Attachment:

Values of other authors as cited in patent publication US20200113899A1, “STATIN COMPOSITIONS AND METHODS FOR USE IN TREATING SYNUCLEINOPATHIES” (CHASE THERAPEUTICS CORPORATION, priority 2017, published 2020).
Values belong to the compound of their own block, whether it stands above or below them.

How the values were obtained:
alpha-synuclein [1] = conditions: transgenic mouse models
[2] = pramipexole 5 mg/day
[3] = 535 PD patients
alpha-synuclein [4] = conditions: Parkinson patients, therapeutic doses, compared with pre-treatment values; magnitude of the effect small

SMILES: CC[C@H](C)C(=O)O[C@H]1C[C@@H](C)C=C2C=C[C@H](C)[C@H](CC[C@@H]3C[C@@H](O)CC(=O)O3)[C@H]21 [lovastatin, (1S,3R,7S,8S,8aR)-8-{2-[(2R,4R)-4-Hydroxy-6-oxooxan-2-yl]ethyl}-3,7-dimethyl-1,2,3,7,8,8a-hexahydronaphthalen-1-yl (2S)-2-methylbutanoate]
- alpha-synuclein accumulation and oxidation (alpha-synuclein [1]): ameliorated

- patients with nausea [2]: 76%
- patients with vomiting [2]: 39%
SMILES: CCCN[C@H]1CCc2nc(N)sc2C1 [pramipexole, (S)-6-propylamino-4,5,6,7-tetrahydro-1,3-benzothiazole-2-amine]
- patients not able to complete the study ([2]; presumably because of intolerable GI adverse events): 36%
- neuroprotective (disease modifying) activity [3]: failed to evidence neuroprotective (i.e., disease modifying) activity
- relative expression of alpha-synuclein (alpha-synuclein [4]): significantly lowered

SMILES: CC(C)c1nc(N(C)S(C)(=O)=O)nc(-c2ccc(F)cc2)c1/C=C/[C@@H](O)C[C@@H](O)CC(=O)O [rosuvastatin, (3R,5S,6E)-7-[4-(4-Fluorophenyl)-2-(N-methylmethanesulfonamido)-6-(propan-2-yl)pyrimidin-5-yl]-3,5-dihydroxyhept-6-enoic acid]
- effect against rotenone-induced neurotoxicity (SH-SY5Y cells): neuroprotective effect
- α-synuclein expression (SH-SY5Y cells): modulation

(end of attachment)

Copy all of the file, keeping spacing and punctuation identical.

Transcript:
Values of other authors as cited in patent publication US20200113899A1, “STATIN COMPOSITIONS AND METHODS FOR USE IN TREATING SYNUCLEINOPATHIES” (CHASE THERAPEUTICS CORPORATION, priority 2017, published 2020).
Values belong to the compound of their own block, whether it stands above or below them.

How the values were obtained:
alpha-synuclein [1] = conditions: transgenic mouse models
[2] = pramipexole 5 mg/day
[3] = 535 PD patients
alpha-synuclein [4] = conditions: Parkinson patients, therapeutic doses, compared with pre-treatment values; magnitude of the effect small

SMILES: CC[C@H](C)C(=O)O[C@H]1C[C@@H](C)C=C2C=C[C@H](C)[C@H](CC[C@@H]3C[C@@H](O)CC(=O)O3)[C@H]21 [lovastatin, (1S,3R,7S,8S,8aR)-8-{2-[(2R,4R)-4-Hydroxy-6-oxooxan-2-yl]ethyl}-3,7-dimethyl-1,2,3,7,8,8a-hexahydronaphthalen-1-yl (2S)-2-methylbutanoate]
- alpha-synuclein accumulation and oxidation (alpha-synuclein [1]): ameliorated

- patients with nausea [2]: 76%
- patients with vomiting [2]: 39%
SMILES: CCCN[C@H]1CCc2nc(N)sc2C1 [pramipexole, (S)-6-propylamino-4,5,6,7-tetrahydro-1,3-benzothiazole-2-amine]
- patients not able to complete the study ([2]; presumably because of intolerable GI adverse events): 36%
- neuroprotective (disease modifying) activity [3]: failed to evidence neuroprotective (i.e., disease modifying) activity
- relative expression of alpha-synuclein (alpha-synuclein [4]): significantly lowered

SMILES: CC(C)c1nc(N(C)S(C)(=O)=O)nc(-c2ccc(F)cc2)c1/C=C/[C@@H](O)C[C@@H](O)CC(=O)O [rosuvastatin, (3R,5S,6E)-7-[4-(4-Fluorophenyl)-2-(N-methylmethanesulfonamido)-6-(propan-2-yl)pyrimidin-5-yl]-3,5-dihydroxyhept-6-enoic acid]
- effect against rotenone-induced neurotoxicity (SH-SY5Y cells): neuroprotective effect
- α-synuclein expression (SH-SY5Y cells): modulation